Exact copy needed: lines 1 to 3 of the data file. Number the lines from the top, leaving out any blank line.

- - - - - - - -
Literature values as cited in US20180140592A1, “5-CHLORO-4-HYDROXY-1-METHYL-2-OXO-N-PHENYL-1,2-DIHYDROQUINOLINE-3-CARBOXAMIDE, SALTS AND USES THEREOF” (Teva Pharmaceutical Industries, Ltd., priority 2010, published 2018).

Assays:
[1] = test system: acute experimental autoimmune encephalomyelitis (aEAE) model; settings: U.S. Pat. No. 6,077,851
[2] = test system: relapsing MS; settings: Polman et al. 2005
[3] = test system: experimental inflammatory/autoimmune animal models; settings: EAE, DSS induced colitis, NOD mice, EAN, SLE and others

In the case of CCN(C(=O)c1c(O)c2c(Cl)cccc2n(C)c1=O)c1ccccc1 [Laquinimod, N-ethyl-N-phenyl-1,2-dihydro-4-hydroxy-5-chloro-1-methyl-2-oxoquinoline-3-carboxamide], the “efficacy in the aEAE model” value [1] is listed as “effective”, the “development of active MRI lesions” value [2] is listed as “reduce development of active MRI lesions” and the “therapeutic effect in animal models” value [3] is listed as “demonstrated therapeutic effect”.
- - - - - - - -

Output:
Literature values as cited in US20180140592A1, “5-CHLORO-4-HYDROXY-1-METHYL-2-OXO-N-PHENYL-1,2-DIHYDROQUINOLINE-3-CARBOXAMIDE, SALTS AND USES THEREOF” (Teva Pharmaceutical Industries, Ltd., priority 2010, published 2018).

Assays:
[1] = test system: acute experimental autoimmune encephalomyelitis (aEAE) model; settings: U.S. Pat. No. 6,077,851